From what we can tell, the NDoCH events were magnetic, drawing together participation from local (and traveling) developers, government officials (including a few mayors!), community leaders, and even 21 federal agencies. The vibe of this national organization not only encouraged a sort of: "If you can't hack with the city you reside in, hack with the one you're physically located in," but also further encouraged cross-pollination of civic applications from community to community (For more highlights from the national scene, check out this Storify feed.) Although Sunlight wasn’t able to attend every one of the 95 events held this past weekend, the events we did attend taught us quite a bit. Below, we’ve rounded up our reflections, recaps, and geeky highlights from the festivities in Baltimore, DC, Montgomery County, North Carolina, and Western Massachusetts.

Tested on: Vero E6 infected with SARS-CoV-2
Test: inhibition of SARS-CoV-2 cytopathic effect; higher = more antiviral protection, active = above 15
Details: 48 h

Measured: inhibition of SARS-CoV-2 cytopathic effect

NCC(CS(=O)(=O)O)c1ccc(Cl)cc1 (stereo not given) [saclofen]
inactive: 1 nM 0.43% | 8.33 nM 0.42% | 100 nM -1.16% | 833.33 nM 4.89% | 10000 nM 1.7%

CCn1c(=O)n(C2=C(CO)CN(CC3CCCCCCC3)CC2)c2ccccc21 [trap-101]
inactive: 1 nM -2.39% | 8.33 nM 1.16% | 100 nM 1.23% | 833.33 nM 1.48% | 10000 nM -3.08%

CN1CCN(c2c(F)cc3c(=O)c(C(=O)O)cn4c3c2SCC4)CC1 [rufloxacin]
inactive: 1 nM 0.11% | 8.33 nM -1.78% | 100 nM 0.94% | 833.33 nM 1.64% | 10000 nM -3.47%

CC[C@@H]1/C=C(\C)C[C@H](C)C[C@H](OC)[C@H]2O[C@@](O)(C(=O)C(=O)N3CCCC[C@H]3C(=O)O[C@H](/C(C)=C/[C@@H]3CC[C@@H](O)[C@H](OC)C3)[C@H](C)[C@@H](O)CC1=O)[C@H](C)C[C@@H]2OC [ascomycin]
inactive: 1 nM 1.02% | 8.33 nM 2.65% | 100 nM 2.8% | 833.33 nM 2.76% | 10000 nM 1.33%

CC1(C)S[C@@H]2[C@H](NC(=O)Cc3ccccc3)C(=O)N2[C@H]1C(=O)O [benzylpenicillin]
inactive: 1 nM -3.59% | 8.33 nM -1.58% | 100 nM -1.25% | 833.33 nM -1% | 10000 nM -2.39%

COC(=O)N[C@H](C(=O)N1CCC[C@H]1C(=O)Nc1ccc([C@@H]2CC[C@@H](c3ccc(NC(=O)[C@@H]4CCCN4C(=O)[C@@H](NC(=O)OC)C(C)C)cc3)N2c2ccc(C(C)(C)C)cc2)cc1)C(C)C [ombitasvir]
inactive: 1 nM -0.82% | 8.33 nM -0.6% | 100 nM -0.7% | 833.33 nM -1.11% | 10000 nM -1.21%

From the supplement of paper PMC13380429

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Integrating the US’ Documents

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A few weeks ago, we integrated the full text of federal bills and regulations into our alert system, [Scout](https://scout.sunlightfoundation.com). Now, if you visit [CISPA](https://scout.sunlightfoundation.com/item/bill/hr624-113) or a fascinating [cotton rule](https://scout.sunlightfoundation.com/item/regulation/2013-10114), you'll see the original document - nicely formatted, but also well-integrated into Scout's layout. There are a lot of good reasons to integrate the text this way: we want you to see why we alerted you to a document without having to jump off-site, and without clunky iframes. As importantly, we wanted to do this in a way that would be easily reusable by other projects and people. So we **built a tool called [us-documents](https://github.com/unitedstates/documents)** that makes it possible for anyone to do this with federal bills and regulations. It's [available as a Ruby gem](https://rubygems.org/gems/us-documents), and comes with a [command line tool](https://github.com/unitedstates/documents#usage) so that you can use it with Python, Node, or any other language. It lives inside the [unitedstates project](https://github.com/unitedstates) at [unitedstates/documents](https://github.com/unitedstates/documents), and is entirely public domain.